The SBIR program awards United States Federal Government funds to small businesses to develop innovative technologies that address important national priorities. Individual agencies set aside a fraction of their research and development funds for the program and competitively award contracts to those firms that propose the best strategies to solve solicitation topics. The topics are chosen to address technical issues that each agency considers important.Roland Tibbetts began the SBIR program as a tiny experimental project at the National Science Foundation. Today, the SBIR program has developed more than $21 billion worth of research by more than 15,000 firms—resulting in more than 45,000 patents. SBIR companies employ more than 400,000 scientists and engineers—making the program the largest concentration of scientific and engineering talent in the United States, exceeding the combined total of all American academic and non-profit institutions. Each year, 11 federal agencies award $2 billion in research contracts as part of the SBIR program.
|Made In Space, Inc.||Mountain View, CA|
|Bioo Scientific||Austin, TX|
|Precision Combustion, Inc.||North Haven, Connecticut|
|Eric Schmidt & Kevin Mahaffy||Exquadrum, Inc|
|Sentient Science||Buffalo, NY|
|QorTek Inc.||Williamsport, PA|
|Harmonia Holdings Group, LLC||Blacksburg, VA|
|MBF Bioscience||Williston, VT|
|ORPC, Inc.||Portland, ME|
|TiER1 Performance Solutions||Covington, KY|
|Wyatt Technology Corp.||Santa Barbara, CA|
|Williams-Pyro, Inc.||Fort Worth, Texas|
|3C Institute||Cary, NC|
|SA Photonics||Los Gatos, CA|
|Network Foundation Technologies (NiFTy)||Ruston, La.|
|ANP Technologies||Newark, Del.|
|Vecna Technologies, Inc.||Cambridge, Mass.|
|Fiber Materials||Biddeford, Maine|
|Eric Adolphe, Esq||OPTIMUS Corporation|
|Houston Baker||National Cancer Institute|
|Mark E. Bakotic||Northrop Grumman Ship Systems|
|Pallabi Saboo||Harmonia Holdings Group, LLC|
|James I. Finley||Deputy Undersecretary of Defense (A&T)|
|James Nolan||Decisive Analytics Corporation|
|Patty Forbes||Formerly Senate Committee on Small Business|
|Thomas Knight||Invistics Corporation|
|Allen Baker||Vital Strategies, Inc.|
|Stephen Guilfoos||Air Force, Air Force Research Laboratory (AFRL)|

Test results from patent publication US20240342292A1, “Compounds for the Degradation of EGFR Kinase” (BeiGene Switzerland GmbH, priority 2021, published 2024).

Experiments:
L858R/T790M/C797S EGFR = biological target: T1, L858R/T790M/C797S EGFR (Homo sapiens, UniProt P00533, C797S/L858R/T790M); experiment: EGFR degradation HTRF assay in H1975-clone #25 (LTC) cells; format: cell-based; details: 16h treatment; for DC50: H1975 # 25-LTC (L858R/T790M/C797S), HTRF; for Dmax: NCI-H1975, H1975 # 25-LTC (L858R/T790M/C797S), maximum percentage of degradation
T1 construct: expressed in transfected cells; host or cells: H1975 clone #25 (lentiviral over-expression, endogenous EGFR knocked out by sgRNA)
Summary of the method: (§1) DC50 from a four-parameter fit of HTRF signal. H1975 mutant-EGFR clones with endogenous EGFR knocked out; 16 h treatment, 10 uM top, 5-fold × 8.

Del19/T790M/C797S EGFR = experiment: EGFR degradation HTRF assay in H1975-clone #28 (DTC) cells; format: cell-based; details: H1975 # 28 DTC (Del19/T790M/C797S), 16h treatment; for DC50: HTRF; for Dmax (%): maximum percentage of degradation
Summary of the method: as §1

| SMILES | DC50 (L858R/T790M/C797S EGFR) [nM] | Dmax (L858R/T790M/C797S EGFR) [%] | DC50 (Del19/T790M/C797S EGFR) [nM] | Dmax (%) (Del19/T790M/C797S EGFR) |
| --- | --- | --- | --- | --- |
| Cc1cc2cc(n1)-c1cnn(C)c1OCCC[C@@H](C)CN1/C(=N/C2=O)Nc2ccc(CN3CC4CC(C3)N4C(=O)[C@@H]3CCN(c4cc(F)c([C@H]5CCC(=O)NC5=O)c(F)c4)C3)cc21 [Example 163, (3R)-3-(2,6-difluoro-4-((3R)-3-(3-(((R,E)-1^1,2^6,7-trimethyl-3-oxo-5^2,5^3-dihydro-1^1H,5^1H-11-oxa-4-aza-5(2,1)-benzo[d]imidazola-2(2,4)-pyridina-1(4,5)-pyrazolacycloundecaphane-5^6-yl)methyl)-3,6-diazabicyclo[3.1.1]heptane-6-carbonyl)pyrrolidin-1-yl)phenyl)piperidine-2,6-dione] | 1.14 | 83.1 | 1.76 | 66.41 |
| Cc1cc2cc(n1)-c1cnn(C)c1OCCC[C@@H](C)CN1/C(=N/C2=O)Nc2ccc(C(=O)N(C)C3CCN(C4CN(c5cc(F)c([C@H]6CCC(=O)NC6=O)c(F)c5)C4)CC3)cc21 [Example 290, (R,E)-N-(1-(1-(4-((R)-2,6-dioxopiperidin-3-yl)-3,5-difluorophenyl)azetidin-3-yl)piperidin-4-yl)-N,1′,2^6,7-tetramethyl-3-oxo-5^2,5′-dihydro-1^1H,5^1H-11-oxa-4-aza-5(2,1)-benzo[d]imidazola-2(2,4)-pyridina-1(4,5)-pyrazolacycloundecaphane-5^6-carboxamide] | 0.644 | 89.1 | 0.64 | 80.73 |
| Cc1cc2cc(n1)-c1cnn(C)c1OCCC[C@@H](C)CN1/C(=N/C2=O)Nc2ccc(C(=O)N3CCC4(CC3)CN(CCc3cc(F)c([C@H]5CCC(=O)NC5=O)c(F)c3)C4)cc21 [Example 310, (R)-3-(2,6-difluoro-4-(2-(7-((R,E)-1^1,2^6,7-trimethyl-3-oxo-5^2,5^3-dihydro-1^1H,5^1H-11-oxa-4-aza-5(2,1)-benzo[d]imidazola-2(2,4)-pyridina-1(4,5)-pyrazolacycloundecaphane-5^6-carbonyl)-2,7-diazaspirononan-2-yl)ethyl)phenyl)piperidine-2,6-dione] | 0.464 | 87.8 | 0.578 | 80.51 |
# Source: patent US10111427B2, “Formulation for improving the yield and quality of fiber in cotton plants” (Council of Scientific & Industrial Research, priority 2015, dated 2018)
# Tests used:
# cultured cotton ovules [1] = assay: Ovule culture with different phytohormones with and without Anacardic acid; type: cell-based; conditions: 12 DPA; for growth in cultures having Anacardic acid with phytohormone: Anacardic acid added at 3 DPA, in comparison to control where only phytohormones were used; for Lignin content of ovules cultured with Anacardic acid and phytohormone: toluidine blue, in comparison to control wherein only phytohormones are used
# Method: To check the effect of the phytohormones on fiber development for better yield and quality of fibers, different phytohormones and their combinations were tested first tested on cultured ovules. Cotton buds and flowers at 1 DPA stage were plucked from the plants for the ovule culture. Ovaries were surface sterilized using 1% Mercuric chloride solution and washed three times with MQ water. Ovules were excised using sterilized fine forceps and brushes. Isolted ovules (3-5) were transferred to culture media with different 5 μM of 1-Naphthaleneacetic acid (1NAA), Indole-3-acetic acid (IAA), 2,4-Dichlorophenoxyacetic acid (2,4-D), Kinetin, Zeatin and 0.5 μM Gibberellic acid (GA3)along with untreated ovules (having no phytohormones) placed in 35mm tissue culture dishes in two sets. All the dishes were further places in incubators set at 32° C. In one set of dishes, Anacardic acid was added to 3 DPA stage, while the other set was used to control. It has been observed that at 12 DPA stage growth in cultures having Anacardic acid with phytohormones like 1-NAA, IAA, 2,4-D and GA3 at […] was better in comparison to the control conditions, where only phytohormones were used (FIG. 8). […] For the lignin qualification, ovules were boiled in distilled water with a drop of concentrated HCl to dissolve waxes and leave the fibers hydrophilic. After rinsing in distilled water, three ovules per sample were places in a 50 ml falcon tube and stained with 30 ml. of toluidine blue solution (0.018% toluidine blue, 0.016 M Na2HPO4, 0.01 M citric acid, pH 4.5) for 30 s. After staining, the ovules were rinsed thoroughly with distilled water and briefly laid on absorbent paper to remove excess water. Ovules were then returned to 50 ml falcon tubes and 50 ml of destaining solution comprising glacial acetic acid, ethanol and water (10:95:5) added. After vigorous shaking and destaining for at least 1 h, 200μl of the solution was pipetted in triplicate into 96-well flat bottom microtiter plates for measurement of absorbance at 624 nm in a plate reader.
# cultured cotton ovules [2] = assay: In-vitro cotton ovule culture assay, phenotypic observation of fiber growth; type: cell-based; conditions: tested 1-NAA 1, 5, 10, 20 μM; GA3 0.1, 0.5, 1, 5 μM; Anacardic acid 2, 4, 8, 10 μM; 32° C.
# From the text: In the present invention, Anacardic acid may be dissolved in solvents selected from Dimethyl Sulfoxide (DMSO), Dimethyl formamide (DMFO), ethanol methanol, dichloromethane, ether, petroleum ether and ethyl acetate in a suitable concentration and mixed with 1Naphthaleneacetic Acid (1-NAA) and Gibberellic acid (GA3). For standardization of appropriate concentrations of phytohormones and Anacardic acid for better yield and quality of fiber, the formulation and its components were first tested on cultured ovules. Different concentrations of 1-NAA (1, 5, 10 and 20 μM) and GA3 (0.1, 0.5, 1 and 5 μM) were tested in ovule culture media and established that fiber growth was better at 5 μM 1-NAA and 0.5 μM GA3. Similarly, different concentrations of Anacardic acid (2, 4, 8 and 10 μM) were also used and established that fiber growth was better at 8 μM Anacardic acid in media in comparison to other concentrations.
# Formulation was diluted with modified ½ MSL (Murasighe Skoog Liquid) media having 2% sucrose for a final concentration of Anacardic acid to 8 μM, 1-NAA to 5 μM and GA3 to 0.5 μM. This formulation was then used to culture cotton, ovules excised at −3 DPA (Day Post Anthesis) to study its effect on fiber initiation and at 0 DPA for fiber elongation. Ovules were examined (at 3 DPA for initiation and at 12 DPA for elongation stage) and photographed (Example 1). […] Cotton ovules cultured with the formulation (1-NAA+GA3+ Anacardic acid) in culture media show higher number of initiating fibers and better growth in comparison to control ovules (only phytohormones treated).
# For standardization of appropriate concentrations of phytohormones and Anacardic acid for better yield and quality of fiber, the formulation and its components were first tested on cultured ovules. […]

|Patrick Guire||Innovative Surface Technologies, Inc.|
|Richard Hendel||Boeing Company|
|Mahendra Jain||Kentucky Science & Engineering Foundation|
|Ronald Ignatius||Quantum Devices, Inc.|
|Electronic Concepts and Engineering, Inc||Holland, Ohio|
|Precision Combustion, Inc.||North Haven, Connecticut|
In the United States, federal grants are economic aid issued by the United States government out of the general federal revenue. A federal grant is an award of financial assistance from a federal agency to a recipient to carry out a public purpose of support or stimulation authorized by a law of the United States.
Roland Berger is a global strategy consulting firm headquartered in Munich, with 50 offices in 36 countries. The company was founded under the name Roland Berger Strategy Consultants in 1967 by Roland Berger. In 2011, the company's sales were roughly US$1.2 billion. The company, with around 2,400 employees worldwide, is an independent partnership wholly owned by its approximately 220 partners. Since 2018 Roland Berger is growing again after failed merger talks with Deloitte. The company reported $670M in revenues in 2018, approximately 60% of the pre-merger talk revenues but 13% from the year prior.
The Advanced General Aviation Transport Experiments (AGATE) project was a consortium of NASA, the FAA, the general aviation industry and a number of universities. Its goal was to create a Small Aviation Transportation System (SATS) as an alternative to short-range automotive trips for both private and business transportation needs. The Small Aviation Transportation System will make many time-sensitive short-haul trips more affordable for business, medical, public safety and recreational pursuits.